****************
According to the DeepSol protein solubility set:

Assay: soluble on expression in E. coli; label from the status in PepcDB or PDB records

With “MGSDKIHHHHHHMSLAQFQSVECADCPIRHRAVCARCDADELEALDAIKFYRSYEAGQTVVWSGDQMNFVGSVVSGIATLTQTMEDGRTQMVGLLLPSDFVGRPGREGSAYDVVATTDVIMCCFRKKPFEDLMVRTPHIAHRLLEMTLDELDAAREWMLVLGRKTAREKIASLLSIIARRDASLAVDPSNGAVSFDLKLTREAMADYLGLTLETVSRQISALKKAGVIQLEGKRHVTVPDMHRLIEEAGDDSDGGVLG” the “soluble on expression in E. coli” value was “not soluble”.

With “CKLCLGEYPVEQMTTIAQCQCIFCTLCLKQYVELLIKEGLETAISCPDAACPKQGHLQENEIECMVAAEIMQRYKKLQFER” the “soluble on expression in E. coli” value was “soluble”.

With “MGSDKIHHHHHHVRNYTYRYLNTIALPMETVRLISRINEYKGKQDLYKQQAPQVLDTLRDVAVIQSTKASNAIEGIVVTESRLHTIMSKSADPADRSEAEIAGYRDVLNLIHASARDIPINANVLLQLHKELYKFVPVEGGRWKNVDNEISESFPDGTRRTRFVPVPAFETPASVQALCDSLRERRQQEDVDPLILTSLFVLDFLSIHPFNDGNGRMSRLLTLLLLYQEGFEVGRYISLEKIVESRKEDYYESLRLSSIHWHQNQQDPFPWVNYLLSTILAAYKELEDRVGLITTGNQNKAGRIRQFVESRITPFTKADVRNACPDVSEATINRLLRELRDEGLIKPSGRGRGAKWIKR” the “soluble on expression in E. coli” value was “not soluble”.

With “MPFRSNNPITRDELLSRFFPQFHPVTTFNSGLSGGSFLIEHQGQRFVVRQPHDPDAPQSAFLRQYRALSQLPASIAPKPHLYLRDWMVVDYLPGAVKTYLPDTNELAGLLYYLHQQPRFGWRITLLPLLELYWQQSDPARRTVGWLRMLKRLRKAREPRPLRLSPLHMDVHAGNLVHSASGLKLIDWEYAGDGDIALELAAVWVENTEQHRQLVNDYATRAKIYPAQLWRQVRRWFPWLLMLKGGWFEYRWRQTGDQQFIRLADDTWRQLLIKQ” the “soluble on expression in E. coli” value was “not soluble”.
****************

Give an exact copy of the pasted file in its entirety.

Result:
According to the DeepSol protein solubility set:

Assay: soluble on expression in E. coli; label from the status in PepcDB or PDB records

With “MGSDKIHHHHHHMSLAQFQSVECADCPIRHRAVCARCDADELEALDAIKFYRSYEAGQTVVWSGDQMNFVGSVVSGIATLTQTMEDGRTQMVGLLLPSDFVGRPGREGSAYDVVATTDVIMCCFRKKPFEDLMVRTPHIAHRLLEMTLDELDAAREWMLVLGRKTAREKIASLLSIIARRDASLAVDPSNGAVSFDLKLTREAMADYLGLTLETVSRQISALKKAGVIQLEGKRHVTVPDMHRLIEEAGDDSDGGVLG” the “soluble on expression in E. coli” value was “not soluble”.

With “CKLCLGEYPVEQMTTIAQCQCIFCTLCLKQYVELLIKEGLETAISCPDAACPKQGHLQENEIECMVAAEIMQRYKKLQFER” the “soluble on expression in E. coli” value was “soluble”.

With “MGSDKIHHHHHHVRNYTYRYLNTIALPMETVRLISRINEYKGKQDLYKQQAPQVLDTLRDVAVIQSTKASNAIEGIVVTESRLHTIMSKSADPADRSEAEIAGYRDVLNLIHASARDIPINANVLLQLHKELYKFVPVEGGRWKNVDNEISESFPDGTRRTRFVPVPAFETPASVQALCDSLRERRQQEDVDPLILTSLFVLDFLSIHPFNDGNGRMSRLLTLLLLYQEGFEVGRYISLEKIVESRKEDYYESLRLSSIHWHQNQQDPFPWVNYLLSTILAAYKELEDRVGLITTGNQNKAGRIRQFVESRITPFTKADVRNACPDVSEATINRLLRELRDEGLIKPSGRGRGAKWIKR” the “soluble on expression in E. coli” value was “not soluble”.

With “MPFRSNNPITRDELLSRFFPQFHPVTTFNSGLSGGSFLIEHQGQRFVVRQPHDPDAPQSAFLRQYRALSQLPASIAPKPHLYLRDWMVVDYLPGAVKTYLPDTNELAGLLYYLHQQPRFGWRITLLPLLELYWQQSDPARRTVGWLRMLKRLRKAREPRPLRLSPLHMDVHAGNLVHSASGLKLIDWEYAGDGDIALELAAVWVENTEQHRQLVNDYATRAKIYPAQLWRQVRRWFPWLLMLKGGWFEYRWRQTGDQQFIRLADDTWRQLLIKQ” the “soluble on expression in E. coli” value was “not soluble”.